• Nearly one billion people in Africa to be protected against yellow fever by 2026
    Nearly one billion people will be vaccinated against yellow fever in 27 high-risk African countries by 2026 with support from WHO, Gavi – the Vaccine Alliance, UNICEF and more than 50 health partners.

    The commitment is part of the Eliminate Yellow fever Epidemics (EYE) in Africa strategy, which was launched by Dr Tedros Adhanom Ghebreyesus, WHO Director-General, Professor Isaac Folorunso Adewole, Nigeria’s Minister of Health and partners at a regional meeting in Abuja, Nigeria on Tuesday (10 April).
Public health is a fundamental but often transparent underpinning of our modern society. From high tech labs in Atlanta to the field worldwide,we share our public health passions and look forward to listening to our communities for greater transparency and accountability.
  • Prepare Your Health: Personal Health Preparedness for People with Bleeding Disorders
      March is Bleeding Disorders Month. Learn more about bleeding disorders, their symptoms, treatments, and how to prepare for emergencies on the Division of Blood Disorders website. Personal health preparedness and planning are important for everyone, but essential for people with bleeding disorders. Bleeding disorders, such as hemophilia and von Willebrand disease (VWD), are conditions in which the blood does not clot properly due to a lack of specific clotting factor proteins in the blood. As a result, people with bleeding disorders may experience excessive bleeding after an injury or trauma, or may bleed for no apparent reason at all.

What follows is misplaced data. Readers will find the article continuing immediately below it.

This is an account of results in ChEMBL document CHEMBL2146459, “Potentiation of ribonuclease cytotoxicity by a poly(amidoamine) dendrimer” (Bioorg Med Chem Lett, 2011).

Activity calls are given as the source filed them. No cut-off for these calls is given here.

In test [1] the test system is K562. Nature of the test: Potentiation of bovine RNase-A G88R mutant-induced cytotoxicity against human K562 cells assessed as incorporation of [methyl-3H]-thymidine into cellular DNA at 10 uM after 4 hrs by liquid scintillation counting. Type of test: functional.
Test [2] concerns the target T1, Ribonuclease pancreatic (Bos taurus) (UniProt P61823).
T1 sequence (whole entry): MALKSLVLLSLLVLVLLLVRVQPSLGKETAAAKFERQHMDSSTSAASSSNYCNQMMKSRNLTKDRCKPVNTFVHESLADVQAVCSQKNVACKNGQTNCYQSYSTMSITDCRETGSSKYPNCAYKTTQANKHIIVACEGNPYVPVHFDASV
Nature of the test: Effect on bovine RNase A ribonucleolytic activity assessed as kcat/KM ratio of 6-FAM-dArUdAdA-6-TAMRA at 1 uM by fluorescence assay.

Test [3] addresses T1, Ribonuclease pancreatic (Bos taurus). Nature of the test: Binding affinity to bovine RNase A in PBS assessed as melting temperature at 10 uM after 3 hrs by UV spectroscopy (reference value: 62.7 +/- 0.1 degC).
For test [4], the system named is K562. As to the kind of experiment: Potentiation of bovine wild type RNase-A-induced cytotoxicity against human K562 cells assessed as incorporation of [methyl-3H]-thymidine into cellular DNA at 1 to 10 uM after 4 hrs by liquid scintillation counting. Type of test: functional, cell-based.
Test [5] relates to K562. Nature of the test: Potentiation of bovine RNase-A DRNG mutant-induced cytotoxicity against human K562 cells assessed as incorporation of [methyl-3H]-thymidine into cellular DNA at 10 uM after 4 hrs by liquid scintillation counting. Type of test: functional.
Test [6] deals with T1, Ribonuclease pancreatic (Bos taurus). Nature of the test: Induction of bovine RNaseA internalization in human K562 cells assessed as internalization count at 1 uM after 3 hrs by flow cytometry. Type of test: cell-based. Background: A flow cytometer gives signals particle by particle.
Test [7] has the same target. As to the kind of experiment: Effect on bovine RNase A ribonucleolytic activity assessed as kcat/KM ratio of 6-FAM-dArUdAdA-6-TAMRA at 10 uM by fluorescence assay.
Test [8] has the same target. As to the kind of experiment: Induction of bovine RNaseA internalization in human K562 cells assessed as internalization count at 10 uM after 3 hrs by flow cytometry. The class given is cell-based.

• Digging Out: 5 Ways to Prepare Your Health to Shovel Snow
    Shoveling snow is strenuous exercise. Just the thought of moving hundreds of pounds of snow and slush is enough to make your legs prickle, to make your arms and shoulders burn, and to make your back tire. Shoveling snow is such strenuous exercise that, according to Harvard Medical School, an 185-pound person can expect to burn about 266 calories after just a half hour of shoveling. Like any physical activity, shoveling snow poses health risks exacerbated, in part, by weather. Not to say it could never happen, but chances are slim that you will ever need to shovel snow in
  • Health Departments Work Off the Field to Keep Fans Safe, Healthy on Game Day
    It's almost game day. Over the course of this week, an estimated 1 million people will visit Atlanta for the Super Bowl LIII experience or to attend the game on Sunday, Feb. 3. A week from now, after the Vince Lombardi Trophy is awarded and the fans head home, things will return to normal. And if everything goes to plan, no one will be the wiser that Georgia's state and local health departments were working behind the scenes-with the support of CDC's Public Health Emergency Preparedness (PHEP) program-to protect the public's health. The PHEP program is a critical source of